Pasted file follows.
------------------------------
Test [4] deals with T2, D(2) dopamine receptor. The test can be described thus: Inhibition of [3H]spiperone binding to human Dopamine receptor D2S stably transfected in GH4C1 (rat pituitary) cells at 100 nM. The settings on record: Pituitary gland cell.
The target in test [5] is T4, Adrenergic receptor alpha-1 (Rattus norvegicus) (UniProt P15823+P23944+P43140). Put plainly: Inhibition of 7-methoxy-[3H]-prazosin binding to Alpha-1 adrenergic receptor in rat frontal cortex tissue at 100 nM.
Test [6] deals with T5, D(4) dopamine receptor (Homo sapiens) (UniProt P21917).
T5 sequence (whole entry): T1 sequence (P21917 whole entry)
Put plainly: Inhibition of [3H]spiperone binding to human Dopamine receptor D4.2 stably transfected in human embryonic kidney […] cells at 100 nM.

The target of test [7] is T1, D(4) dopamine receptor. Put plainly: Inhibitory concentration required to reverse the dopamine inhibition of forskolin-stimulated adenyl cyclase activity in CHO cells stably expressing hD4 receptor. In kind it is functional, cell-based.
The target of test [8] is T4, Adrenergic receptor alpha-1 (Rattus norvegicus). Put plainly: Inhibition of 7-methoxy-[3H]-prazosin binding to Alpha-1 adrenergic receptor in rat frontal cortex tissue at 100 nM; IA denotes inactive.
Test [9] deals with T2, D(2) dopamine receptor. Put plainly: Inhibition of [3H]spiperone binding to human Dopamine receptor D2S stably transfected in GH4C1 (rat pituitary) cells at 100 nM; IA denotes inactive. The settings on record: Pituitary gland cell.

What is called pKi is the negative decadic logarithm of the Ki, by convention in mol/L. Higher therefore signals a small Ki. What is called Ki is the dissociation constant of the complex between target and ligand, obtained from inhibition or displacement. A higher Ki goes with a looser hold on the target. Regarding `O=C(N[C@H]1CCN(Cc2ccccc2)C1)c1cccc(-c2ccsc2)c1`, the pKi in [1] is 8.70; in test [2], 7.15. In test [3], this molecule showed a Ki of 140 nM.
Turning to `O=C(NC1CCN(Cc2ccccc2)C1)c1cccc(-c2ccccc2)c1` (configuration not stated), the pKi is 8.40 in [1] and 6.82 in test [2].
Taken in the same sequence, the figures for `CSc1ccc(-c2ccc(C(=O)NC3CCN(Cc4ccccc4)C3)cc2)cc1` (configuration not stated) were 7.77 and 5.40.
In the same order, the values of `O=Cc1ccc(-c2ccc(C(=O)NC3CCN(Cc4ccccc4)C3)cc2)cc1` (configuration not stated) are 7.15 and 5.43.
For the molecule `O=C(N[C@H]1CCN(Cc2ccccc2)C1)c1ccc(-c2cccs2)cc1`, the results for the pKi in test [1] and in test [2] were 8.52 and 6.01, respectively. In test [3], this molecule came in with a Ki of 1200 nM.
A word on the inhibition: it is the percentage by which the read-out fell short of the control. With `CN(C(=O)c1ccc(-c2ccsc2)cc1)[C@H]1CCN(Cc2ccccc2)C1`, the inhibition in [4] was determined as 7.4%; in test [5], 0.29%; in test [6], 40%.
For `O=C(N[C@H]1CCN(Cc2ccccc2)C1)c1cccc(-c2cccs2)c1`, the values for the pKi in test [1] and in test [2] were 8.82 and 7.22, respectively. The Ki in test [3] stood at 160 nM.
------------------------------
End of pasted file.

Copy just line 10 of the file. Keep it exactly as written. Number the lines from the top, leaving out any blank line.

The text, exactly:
Turning to `O=C(NC1CCN(Cc2ccccc2)C1)c1cccc(-c2ccccc2)c1` (configuration not stated), the pKi is 8.40 in [1] and 6.82 in test [2].